Brady waited for Edelman to get deep into his route before releasing the ball, allowing Edelman to work his way through Moore and DeCoud.
With explosive threats at the receiver position, the Patriots are in a better position to take advantage of play-action than they've been in recent years. If they can keep the running game going, those opportunities will be available all season long.
Aqib Talib is going to get paid a lot of money this offseason
Talib has long had the ability to be a shutdown cornerback, but this year, he has also been a model of consistency. He has allowed no more than three catches for no more than 60 yards in each game, and has made at least two plays on the ball (pass break-up or interception) in each of the past three games.
On Sunday, Talib lined up at different spots and on different receivers. He was mostly on the perimeter, covering either Julio Jones or Roddy White. It didn't matter who he was covering; he was in position to prevent the pass from being caught.
Ryan targeted Talib seven times, and Talib didn't allow a single completion into his coverage.
This is a trend that's quickly developing this season. According to Pro Football Focus, Talib is one of the best starting corners in the league in several categories:
- He leads all cornerbacks in snaps in coverage per reception allowed, giving up a catch on just one of every 28.7 snaps in coverage.
- He yields a 24.8 passer rating on throws into his coverage, the second-best in the NFL.
- He allows completions on 30 percent of throws into his coverage, the best rate in the NFL.
Talib is having a great season for himself, and on a one-year deal in 2013, he couldn't have started playing his best football at a better time.
Kenbrell Thompkins shows big play potential, still needs to be consistent
Thompkins' ability to win one-on-one matchups on the perimeter and to keep a defense honest when running vertically are key assets the Patriots offense has lacked in recent years.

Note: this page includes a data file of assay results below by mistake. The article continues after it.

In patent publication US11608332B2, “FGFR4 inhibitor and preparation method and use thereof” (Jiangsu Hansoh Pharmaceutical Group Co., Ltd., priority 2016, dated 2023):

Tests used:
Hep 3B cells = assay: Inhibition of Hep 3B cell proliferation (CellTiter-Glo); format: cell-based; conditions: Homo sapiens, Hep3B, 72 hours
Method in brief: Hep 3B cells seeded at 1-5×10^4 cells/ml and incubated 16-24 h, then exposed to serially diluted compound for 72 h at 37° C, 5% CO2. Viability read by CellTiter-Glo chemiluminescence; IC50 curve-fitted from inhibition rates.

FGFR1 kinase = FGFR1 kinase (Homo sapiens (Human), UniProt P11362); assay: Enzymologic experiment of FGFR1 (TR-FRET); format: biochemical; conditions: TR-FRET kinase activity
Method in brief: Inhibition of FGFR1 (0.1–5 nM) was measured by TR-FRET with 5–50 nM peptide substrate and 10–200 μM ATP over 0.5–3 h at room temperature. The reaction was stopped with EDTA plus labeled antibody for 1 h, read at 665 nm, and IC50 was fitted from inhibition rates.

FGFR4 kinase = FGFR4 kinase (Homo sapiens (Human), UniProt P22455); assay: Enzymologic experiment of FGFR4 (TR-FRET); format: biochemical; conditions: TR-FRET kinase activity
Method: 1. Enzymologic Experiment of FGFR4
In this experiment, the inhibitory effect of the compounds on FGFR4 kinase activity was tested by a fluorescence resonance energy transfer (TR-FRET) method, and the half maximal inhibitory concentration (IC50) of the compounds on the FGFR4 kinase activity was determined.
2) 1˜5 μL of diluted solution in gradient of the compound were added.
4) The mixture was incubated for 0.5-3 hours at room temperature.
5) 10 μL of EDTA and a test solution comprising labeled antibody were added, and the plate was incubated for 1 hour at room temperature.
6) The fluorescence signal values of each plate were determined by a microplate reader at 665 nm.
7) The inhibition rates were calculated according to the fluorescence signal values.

How many times have we seen the Patriots run this double-reverse-fake to an epic failure? It will always stand out to me as the first of many failed pass attempts for Brady in Super Bowl XLII.
Everything worked out perfectly, with the defense keeping their eyes mostly in the backfield while the play unfolded. The Patriots sold the play perfectly; nine of 11 players were somehow involved in the run, while Thompkins and Edelman both ran routes.
With the ball up for grabs, Thompkins leaped over safety William Moore and snared the football off the side of Moore's helmet, keeping his balance and control of the ball as he went to the ground.
He won a jump ball situation the likes of which we haven't seen a Patriots receiver win in quite some time.
The Patriots traded Randy Moss to the Minnesota Vikings right around this time in the 2010 season. They have been searching for a boundary threat at wide receiver ever since. It's unfair to compare anyone to a Hall of Fame candidate in Moss, but Thompkins has the skill set that Moss had, just not to his "Freak" extent.
Before he broaches that territory, he'll need to clear one very important hurdle: catching the ball on a consistent basis.
Thompkins made progress in terms of his production, but at some point, the hot-potato drops have to stop -- like this one in the first quarter, on a third-down pass that could have kept the Patriots first drive alive. This would have been a great catch, but it is still a catch he has to make.
On the day, Thompkins caught eight of the 11 passes thrown his way -- but it could have been 10, had he not dropped two. It's hard to expect 100 percent consistency, especially from an undrafted rookie, but a recent Bill Belichick quote comes to mind: "We like to say that dependability is more important than ability."
Thompkins has plenty of ability. Top that off with some dependability, and the Patriots could be looking at one of their go-to receivers for the future.